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SYMPATHIC REFLEX DISTROPHY


SYMPATHIC REFLEX DISTROPHY / CAUSALGIA
Classified within the Post Traumatic Pain Syndromes, belonging to one of Medicine’s less comprehended clinical areas.

Diagnosis failure of these entities difficults the diagnosis and choosing the adequate treatment.

Confusion is made due to the existence of more than 30 terms to designate little variation of these syndromes (SYMPATHETIC REFLEX DISTROPHY, POST TRAUMATIC PAIN SYNDROME, PAINFUL POST TRAUMATIC OSTEOPOROSIS, POST TRAUMATIC SYMPATHETIC DISTROPHY, TRAUMATIC NEURALGY, CAUSALGIA, SUDECK’S SYNDROME, HAND-SHOULDER SYNDROME, ETC.)

All these denominations have disproportional pain, sympathetic dysfunction, late functional recovery and trophic alteration in common.

From the practical point of view, the acceptance of the term SYMPATHETIC REFLEX DISTROPHY to designate all post traumatic painful syndromes had great importance from the didactic point of view.

According to PSIA (PAIN STUDY INTERNATIONAL ASSOCIATION) the classification of chronic pain, since 1994, was established in type I - RPCS - REGIONAL PAIN COMPLEX SYNDROME and in type II RPCS (CAUSALGIA).
 
SYMPATHIC REFLEX DISTROPHY / VOLUME INCREASE OF THE AFFECTED SIDE
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Click on pictures for an amplified view

Click on pictures for an amplified view

 
RPCS TYPE I
In SYMPATHETIC REFLEX DISTROPHY, light to moderate lesions of extremities, or lesions in areas far from the dystrophy zone precede the symptoms appearance, these lesions do not have metameric distribution. In the electrophysiological exams there is no damage of a specific nerve and the clinical picture characterizes by a range of disautonomic motor sensorial symptoms together with a inflammatory process. Usually, RPCS presents paradoxally more severe symptoms than the causing trauma intensity. Sympathetic Reflex Dystrophy can happen due to lesion of soft parts, articulation or bones located anywhere, including face and torso. Orthopedic lesion of extremities can be the most important causing effect. The precipitating lesion can be light or moderate, making more difficult its relation with the syndrome. There is not an average interval between the lesion and symptom’s beginning, this can vary from immediately after trauma to months after it, what sometimes makes the causing effect identification harder.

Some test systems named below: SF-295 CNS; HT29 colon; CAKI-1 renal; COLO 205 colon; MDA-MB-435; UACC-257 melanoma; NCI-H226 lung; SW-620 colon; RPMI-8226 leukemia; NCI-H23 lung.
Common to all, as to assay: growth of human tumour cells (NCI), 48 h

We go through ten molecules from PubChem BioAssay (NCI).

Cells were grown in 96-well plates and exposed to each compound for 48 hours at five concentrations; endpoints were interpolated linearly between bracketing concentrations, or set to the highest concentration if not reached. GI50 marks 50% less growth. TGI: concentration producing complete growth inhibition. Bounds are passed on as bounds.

RPCS TYPE II – CAUSALGIA
The first causalgia reports were made by Mitchell during the American civil war. The clinical picture featured intense burning with cutaneous hypersensibility to fine touch and it could be caused by movements, noises or even shocks. Autonomic symptoms could exist too. Curiously, causalgia symptoms only appear after partial lesion of the affected nerves and it never appears in complete lesions. Causalgia’s and sympathetic reflex dystrophy’s clinical presentations are very similar and what distinguishes them is the existence of lesion associated to a specific nerve in causalgia.

The distinction of post traumatic neuropathies that present extremely painful condition must be done, but without causalgia and sympathetic reflex dystrophy intensity and without the so important disautonomic inflammatory component.
 
SIGNS AND SYMPTOMS OF RPCS TYPE I AND II
The classic lesion that leads to causalgia’s arise is the high speed projectile lesion which causes partial lesion.

Extremities tissue damage, with or without nervous lesion evidence, is sometimes followed by diffuse burning pain and hyperalgesy in disparity with the trauma, if this one happens. This pain can be relieved by blocking the affected extremity’s efferent sympathetic activity. Hyperalgesia and spontaneous pain can be related to temperature decrease, hyperhidrosis and trophic alteration (muscular atrophy, bone demineralization).